How to Create User-centric Courses for Successful eLearning
Posted: January 4, 2017
It’s easy to get caught up in designing learning based on what you and your team think is best. You, of course, have the users’ best interests in mind. You want the learning experience to be a productive one. There are so many factors to consider: staffing, new product or system launches (and their ever-changing deadlines), technology, size and location logistics. The list goes on. What I’ve found, however, is that when I maintain focus on the user and look beyond all of these constraints, I become more creative and the result is a better learning experience.
Here are some ideas to help you center your designs on the user:
Build your course around skills, knowledge or experience that users desire
Consider: Survey managers, of course, but also the users on the floor. Shadow a user at his or her desk, on the phone or in meetings. What is interfering with performance? Where do you sense a lack of confidence or uncertainty as to what to do next? Study performance reports for gaps. Offer a targeted learning experience.
Focus on reality-based content, structure and learning styles
Consider: Base your solutions on what you have learned from past experiences: how these particular users approach problems in their daily tasks, what is most relevant to their daily routines and the type of eLearning that has been successful in enhancing performance in the past.
Arrange the course to fit users’ work life
Consider: Sure, some scheduling decisions are based on the existence of “slow periods” or on availability of resources, but others can be driven by more user-friendly factors, such as “learn it when you need it.” Is your eLearning best completed in a group where discussion can be part of the learning process? Or is it best accessed individually as needed? What is the most appropriate duration, two-hour webinars or 15-minute virtual drills? Would peer sharing be of value?
Chunk course material so it can be consumed easily by users.
Consider: The arrangement of the content to be learned is one of the most critical decisions an instructional designer makes. A lot of factors go into this decision. Does the content build from foundational to basic? From most urgent to “good to know”? Does “on-the-floor” practice need to occur between learning sessions rather than after the course?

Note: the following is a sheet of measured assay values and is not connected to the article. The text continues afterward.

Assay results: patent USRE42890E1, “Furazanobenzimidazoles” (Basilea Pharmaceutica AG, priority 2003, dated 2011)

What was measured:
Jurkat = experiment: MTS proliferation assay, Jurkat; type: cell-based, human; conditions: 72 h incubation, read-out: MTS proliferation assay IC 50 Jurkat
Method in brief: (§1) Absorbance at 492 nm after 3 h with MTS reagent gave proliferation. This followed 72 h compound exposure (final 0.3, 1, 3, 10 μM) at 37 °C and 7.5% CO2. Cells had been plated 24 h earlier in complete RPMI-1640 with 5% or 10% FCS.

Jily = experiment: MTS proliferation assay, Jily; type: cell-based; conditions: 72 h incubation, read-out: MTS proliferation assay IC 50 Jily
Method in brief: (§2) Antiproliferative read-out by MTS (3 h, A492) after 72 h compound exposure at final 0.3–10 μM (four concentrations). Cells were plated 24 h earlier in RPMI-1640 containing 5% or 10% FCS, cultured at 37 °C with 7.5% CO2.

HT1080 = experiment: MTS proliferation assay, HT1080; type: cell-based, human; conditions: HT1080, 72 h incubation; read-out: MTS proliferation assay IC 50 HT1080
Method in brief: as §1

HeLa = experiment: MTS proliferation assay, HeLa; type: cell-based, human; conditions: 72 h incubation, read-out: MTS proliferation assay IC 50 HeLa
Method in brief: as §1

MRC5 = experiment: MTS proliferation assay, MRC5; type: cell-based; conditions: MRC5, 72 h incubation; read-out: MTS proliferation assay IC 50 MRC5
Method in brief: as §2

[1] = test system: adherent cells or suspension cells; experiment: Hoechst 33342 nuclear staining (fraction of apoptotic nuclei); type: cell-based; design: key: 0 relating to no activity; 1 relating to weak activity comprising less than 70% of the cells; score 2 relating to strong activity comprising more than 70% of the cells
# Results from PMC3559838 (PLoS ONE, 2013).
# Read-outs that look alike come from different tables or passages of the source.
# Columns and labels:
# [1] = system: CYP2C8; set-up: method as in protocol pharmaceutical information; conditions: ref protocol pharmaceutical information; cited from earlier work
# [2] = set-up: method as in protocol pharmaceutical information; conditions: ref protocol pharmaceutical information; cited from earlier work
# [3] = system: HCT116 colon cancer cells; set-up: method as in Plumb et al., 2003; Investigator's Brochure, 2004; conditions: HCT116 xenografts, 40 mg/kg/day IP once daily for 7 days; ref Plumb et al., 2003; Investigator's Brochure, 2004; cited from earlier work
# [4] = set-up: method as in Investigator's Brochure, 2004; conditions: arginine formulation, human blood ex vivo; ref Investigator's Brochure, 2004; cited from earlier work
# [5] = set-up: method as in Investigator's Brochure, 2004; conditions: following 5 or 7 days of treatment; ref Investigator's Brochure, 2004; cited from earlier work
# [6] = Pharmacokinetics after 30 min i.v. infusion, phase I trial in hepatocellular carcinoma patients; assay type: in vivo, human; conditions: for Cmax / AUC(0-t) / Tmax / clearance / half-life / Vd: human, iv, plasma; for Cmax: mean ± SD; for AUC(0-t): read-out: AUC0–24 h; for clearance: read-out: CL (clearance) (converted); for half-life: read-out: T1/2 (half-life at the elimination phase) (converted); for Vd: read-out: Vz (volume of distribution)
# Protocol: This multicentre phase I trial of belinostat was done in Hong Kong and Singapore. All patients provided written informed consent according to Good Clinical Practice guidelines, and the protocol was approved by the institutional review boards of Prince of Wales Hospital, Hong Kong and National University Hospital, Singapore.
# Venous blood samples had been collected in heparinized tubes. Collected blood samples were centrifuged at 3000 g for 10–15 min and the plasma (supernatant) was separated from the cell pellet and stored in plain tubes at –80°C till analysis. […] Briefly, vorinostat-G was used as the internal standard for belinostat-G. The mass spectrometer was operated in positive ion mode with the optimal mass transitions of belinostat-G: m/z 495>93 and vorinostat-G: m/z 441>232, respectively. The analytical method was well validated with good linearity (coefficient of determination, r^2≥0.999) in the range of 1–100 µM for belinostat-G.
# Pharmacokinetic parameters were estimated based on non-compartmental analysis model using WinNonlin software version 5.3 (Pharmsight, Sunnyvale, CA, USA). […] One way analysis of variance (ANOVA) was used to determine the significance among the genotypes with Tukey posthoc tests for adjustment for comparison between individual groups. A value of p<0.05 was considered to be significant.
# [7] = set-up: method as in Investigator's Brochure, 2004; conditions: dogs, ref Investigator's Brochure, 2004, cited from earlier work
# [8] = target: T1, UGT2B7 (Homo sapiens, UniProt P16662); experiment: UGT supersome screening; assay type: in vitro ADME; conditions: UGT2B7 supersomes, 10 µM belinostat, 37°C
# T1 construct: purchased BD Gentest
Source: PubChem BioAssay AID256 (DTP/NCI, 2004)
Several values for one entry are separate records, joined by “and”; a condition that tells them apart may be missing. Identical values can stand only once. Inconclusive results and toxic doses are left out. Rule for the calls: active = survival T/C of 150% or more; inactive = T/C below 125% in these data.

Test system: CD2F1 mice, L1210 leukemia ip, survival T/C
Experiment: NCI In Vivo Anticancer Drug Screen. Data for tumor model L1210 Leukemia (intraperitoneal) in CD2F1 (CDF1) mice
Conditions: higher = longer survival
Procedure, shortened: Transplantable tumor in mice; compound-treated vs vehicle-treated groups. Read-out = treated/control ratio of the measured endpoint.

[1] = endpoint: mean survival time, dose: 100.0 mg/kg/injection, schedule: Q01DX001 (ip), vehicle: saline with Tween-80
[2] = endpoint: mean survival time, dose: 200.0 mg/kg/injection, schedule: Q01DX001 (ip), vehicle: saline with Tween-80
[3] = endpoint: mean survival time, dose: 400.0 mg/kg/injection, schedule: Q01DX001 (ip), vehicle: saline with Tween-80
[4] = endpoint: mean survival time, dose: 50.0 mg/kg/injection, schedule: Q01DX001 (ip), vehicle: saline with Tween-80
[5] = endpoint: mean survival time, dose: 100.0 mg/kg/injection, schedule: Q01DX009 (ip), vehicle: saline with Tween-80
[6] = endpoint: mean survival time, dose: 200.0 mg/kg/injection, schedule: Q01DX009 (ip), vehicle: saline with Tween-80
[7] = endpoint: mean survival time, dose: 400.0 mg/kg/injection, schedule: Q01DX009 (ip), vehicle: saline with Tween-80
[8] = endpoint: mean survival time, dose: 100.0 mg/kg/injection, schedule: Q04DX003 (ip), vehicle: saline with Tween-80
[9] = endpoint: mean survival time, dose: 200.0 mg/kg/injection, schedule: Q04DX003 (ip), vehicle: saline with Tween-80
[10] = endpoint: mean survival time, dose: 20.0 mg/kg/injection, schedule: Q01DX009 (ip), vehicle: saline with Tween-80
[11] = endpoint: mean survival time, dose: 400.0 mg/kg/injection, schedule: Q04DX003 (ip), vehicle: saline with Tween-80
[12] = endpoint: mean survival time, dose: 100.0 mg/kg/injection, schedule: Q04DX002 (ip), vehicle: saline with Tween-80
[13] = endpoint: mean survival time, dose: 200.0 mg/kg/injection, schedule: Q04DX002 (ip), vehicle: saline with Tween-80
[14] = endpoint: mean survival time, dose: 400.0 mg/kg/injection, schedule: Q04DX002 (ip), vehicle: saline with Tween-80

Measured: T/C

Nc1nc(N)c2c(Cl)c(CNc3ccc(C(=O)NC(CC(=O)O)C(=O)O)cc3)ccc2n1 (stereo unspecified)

Augment this learning event with additional opportunities to practice, revisit content or gain advanced skills.
Consider: A learning event is just that, an event. Make it an ongoing learning process by giving users the opportunity to dip back into the content in a way that builds skills, knowledge or experience.
Test it out on the people who will be using the learning.
Consider: There can be situations where, because of time or resources limitations, it’s easier to run a pilot with a group that is expedient, but which you know is not representational of your users. You may even have found yourself where no pilot at all was done. Omitting a realistic pilot with adequate feedback is not an option if you are committed to improving performance.
Remain open to tweaking or even starting over if the learning is not meeting user needs.
Consider: It takes courage at times to make a learning event user-centric when you realize that it is not currently on target. It can be tempting because of ever-present budget, time and other resource constraints to launch a less than optimal learning experience. The most critical decision and the one that most matters is: Can the participant return to his or her desk and do the job better than he or she did it before?
Look beyond the constraints to focus on your users. If you excel at designing learning that your users value, you’ll see it in their enthusiasm, their comments to their managers, their responses to employee survey questions regarding their learning experiences and, of course, performance tracking reports. Your users will thank you!
About the Author
Kat is the Kat in KatQuest, focused on the belief that productive people are happy people. Her firm offers performance consulting and instructional design and development. She also helps people find jobs, having spent eight years coaching executives in transition. Kat was the Global Training Manager with DBM and has over 25 years of experience working in the financial services industry, as a CPA (KPMG and her own firm) and Sr. Performance Consultant with USAA. Most recently, she discovered a passion for retail during her gig as a performance consultant within Lowe’s corporate offices. Kat is a published author in newspaper, industry magazines, and websites and has written a popular book on relationships. She has been recognized for the popularity of her creative solutions with employees and has designed training for every existing medium on just about every performance-related topic!